Unscrupulous agent

I did a home inspection to day I was about 3/4 of the way through when the buyer showed up. I stopped and was explaining to him a problem I found in the family room. There was water damage under the window on the baseboard and on the wall above the base board. I was telling him that there was an obvious problem here and it could be from when the house was lathed that is was done wrong. The house has a stucco finish on it. In walks in the buyers agent who’s name I will leave out. He start telling the buyer it is no big deal just add rain gutter outside to keep the water away from the all it will be OK. The wall is getting very wet from the run off from the roof and the ground is very wet could be coming up from under the slab also. I wanted to tell him to shut up and go away but I bit my lip and called my client later and explained to him what the problem could be and that he need to get a Contractor to inspect and correct the issue be fore he moves in and replaces the flooring


How would you have handled this situation?

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Speak to your client alone, tell him the truth and cover it in the report.:slight_smile: Simple

Cover it thoroughly in your report and your photos, make your “strong” recommendations, document your conversations with the client and if they chose to believe and go with the agent, then when the lawsuit comes they can go after the agent. I usually do recommendations in bold italics just so they can see it clearly and not claim it was hidden or lost in the report. After that move on to the next job. You didn’t take them to raise.

My favorite quote is “Its the lawn sprinkler hitting this area”, all you have to do is adjust the sprinkler so it doesn’t hit the house and it will be fixed.

I then usually say, when your done doing that have God adjust the rain because water intrusion is occuring become SOMETHING is suppose to be water tight is NOT water tight. Adjusting ths sprinkeler head will not prevent rain from entering the area.

Great comments guys as experienced Inspectors we have ran into Agents like this guy before and know we will again. I thought it was a good topic for those who are new to this field and have not had the pleasure of dealing with issue yet. Of course I took plenty of pictures and my comment are in red and I most differently spoke with my client after the Inspection.

Avoid being interpreted to agree with the agent.

I have known inspectors who put the agents name and the recommendation in the report.

“Water penetration noted at xyz. Agent John Smith stated problem could be resolved with gutters however I am unable to say if that will resolve the problem. It will not repair the visible damages. Recommend further evaluation by a contractor”.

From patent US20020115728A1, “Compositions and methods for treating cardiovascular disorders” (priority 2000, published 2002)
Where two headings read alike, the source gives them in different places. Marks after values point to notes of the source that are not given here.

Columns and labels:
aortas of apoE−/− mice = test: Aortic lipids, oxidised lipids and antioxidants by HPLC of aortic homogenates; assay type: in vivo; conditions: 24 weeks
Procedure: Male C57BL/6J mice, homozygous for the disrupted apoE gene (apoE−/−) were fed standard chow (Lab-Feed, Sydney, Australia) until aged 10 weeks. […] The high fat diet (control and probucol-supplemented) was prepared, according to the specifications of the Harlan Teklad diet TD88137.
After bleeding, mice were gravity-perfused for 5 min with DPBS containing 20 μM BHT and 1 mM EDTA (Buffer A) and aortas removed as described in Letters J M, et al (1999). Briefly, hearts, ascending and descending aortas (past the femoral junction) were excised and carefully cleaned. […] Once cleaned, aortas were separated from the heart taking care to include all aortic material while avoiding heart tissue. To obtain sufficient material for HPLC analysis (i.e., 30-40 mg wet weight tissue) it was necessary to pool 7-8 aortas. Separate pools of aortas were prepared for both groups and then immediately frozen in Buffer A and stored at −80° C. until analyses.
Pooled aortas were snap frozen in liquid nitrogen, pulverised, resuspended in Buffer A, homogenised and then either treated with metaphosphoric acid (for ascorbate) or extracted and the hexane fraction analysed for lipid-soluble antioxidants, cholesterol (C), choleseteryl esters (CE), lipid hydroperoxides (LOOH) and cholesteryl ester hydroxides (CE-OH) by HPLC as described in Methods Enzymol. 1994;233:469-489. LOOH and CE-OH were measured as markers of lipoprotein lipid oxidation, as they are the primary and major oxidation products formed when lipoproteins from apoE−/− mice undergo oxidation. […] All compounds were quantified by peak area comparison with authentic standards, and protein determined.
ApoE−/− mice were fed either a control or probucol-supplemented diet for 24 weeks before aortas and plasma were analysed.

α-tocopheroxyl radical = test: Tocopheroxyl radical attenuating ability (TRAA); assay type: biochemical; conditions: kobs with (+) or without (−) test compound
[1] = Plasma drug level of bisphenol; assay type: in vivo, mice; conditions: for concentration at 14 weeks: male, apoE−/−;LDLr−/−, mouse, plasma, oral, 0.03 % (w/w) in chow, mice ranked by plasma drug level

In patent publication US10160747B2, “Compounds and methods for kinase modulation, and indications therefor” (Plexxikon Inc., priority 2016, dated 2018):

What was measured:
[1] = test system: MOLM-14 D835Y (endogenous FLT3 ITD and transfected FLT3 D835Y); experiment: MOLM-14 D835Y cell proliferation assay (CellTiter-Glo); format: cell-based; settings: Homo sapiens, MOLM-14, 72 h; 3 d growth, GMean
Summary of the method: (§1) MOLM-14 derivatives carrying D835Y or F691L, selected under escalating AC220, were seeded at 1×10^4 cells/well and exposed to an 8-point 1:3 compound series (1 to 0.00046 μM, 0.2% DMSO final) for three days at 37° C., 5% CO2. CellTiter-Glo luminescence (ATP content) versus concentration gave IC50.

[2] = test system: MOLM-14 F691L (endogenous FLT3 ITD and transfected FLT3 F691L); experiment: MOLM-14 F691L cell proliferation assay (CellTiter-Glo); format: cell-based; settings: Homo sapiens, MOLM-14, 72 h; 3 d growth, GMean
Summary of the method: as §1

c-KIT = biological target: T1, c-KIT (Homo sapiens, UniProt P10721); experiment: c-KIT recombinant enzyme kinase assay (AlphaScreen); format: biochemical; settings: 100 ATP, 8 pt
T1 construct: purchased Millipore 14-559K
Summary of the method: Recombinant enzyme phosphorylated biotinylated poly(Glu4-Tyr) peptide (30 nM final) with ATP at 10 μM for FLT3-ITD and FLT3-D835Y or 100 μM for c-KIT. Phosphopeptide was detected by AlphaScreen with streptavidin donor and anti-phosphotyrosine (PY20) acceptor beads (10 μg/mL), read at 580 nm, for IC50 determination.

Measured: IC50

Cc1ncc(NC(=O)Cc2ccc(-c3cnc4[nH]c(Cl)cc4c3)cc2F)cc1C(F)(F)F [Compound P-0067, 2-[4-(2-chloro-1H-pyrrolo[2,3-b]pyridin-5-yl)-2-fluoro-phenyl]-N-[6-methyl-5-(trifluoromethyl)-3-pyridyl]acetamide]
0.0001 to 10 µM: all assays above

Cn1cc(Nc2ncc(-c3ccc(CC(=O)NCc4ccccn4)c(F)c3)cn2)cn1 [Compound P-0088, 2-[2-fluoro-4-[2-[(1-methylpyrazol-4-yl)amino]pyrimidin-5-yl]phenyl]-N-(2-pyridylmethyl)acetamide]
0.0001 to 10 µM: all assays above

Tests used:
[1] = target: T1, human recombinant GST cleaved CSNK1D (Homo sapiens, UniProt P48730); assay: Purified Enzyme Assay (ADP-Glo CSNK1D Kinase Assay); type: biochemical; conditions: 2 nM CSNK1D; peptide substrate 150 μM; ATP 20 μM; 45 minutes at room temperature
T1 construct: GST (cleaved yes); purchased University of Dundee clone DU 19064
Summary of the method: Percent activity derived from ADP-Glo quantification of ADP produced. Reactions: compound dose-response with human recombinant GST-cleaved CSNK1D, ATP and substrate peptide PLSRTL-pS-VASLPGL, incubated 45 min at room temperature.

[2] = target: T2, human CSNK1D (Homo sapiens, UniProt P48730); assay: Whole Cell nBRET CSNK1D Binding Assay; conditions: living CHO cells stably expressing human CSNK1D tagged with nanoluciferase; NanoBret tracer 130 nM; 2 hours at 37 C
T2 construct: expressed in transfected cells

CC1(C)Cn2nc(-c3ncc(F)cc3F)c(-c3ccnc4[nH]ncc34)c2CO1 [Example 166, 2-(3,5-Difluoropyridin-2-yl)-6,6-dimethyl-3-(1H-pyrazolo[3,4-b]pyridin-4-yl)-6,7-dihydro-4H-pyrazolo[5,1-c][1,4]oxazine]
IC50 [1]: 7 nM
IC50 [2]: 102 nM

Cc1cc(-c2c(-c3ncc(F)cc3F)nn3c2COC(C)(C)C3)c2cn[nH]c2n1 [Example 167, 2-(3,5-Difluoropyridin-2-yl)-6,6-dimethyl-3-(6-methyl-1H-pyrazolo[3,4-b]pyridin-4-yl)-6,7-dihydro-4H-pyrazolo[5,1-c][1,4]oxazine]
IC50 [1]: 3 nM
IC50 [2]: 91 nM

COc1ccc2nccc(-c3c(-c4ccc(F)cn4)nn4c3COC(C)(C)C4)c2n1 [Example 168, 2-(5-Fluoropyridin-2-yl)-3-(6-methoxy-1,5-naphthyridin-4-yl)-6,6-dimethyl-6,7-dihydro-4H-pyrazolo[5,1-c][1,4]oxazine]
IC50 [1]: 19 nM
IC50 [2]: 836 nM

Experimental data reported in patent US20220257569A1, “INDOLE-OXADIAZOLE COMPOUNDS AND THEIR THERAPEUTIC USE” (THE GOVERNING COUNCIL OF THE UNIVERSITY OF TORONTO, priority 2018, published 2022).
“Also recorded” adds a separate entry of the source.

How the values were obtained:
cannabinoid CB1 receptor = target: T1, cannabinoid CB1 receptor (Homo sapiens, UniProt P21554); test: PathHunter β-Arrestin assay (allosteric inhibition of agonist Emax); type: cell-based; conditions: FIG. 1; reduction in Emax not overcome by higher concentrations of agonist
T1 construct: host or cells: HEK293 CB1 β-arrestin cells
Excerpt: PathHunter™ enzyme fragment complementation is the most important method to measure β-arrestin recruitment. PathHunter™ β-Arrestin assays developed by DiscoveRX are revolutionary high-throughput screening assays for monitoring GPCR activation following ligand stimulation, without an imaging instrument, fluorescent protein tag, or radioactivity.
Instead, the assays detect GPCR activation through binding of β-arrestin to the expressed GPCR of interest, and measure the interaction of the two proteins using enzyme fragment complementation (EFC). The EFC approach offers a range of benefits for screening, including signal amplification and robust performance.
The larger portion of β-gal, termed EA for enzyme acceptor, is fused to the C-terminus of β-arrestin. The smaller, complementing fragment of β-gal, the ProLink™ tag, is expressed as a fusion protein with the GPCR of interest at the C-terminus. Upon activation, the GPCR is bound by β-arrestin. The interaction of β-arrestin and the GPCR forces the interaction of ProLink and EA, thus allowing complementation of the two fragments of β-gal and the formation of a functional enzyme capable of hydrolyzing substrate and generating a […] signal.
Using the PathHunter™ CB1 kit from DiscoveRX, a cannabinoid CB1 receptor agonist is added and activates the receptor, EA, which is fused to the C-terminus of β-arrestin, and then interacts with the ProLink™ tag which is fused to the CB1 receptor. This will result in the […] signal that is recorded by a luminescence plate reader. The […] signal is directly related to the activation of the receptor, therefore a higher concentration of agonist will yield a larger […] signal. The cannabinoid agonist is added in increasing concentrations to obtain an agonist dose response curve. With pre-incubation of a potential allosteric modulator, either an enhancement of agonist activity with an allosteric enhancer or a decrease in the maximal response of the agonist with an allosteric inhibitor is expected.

Be careful doing that. Its negative marketing and picking a fight.

I would have perhaps said “Water penetration seen at xyz. Cause of water and conditions in the wall are unknown. Refer to the sellers disclosure for possible information. Recommend contractor evaluate this problem and determine a remedy prior to closing”. Some inspectors might add a mold disclaimer or infrared recommendation.

Your correct not to pick a fight with the agent as my reports are typically sent to the agent as well as the client unless asked not to. I did mention the mold like substance on the on the baseboard and that it could it be inside the wall as well along with any wood rot they may be a result of prolonged water intrusion. This home is 8 years old and it appeared as if a couch was in front of this wall and the damage was never noticed or dealt with. Recommending further evaluation by a Licensed Contractor.

I got a rule: If the agent misinforms the client three times, I correct what the agent said in front of the agent. Other than that I just tell the client later. Now if I know the agent is a down right crook, I do not care what I say in front of the agent, so my gloves are off.

If a client inherits a moisture problem… they are likely to have to disclose the repairs and I would have to say that could leave a subsequent buyer “wondering” as to the adequacy and lingering problems of the repairs.

These banks “don’t have to disclose… much/if anything” at least for now. There is still a huge back log of homes that will be sold REO in my areas… and a bunch of aXXorneys sharpening their teeth for the undisclosed / poorly disclosed problems that end up financially (or worse) harming buyers.

An example… I performed an inspection in Palmdale CA… there were some structural defects in the garage. The buyers ultimately walked and I inspected a subsequent home. Another buyer moved in… ended up finding out about the structural defect and a host of other problems (cut liquid line next to evap coil for one).

Here’s a quick breakdown that’ll probably get “heard”

All of these items (above) were sent as a “Request for Repair” to the selling institution when my client was in the prior transcation… the selling institution refused and my client walked. Don’t they know now??? <-- They still don’t have to disclose?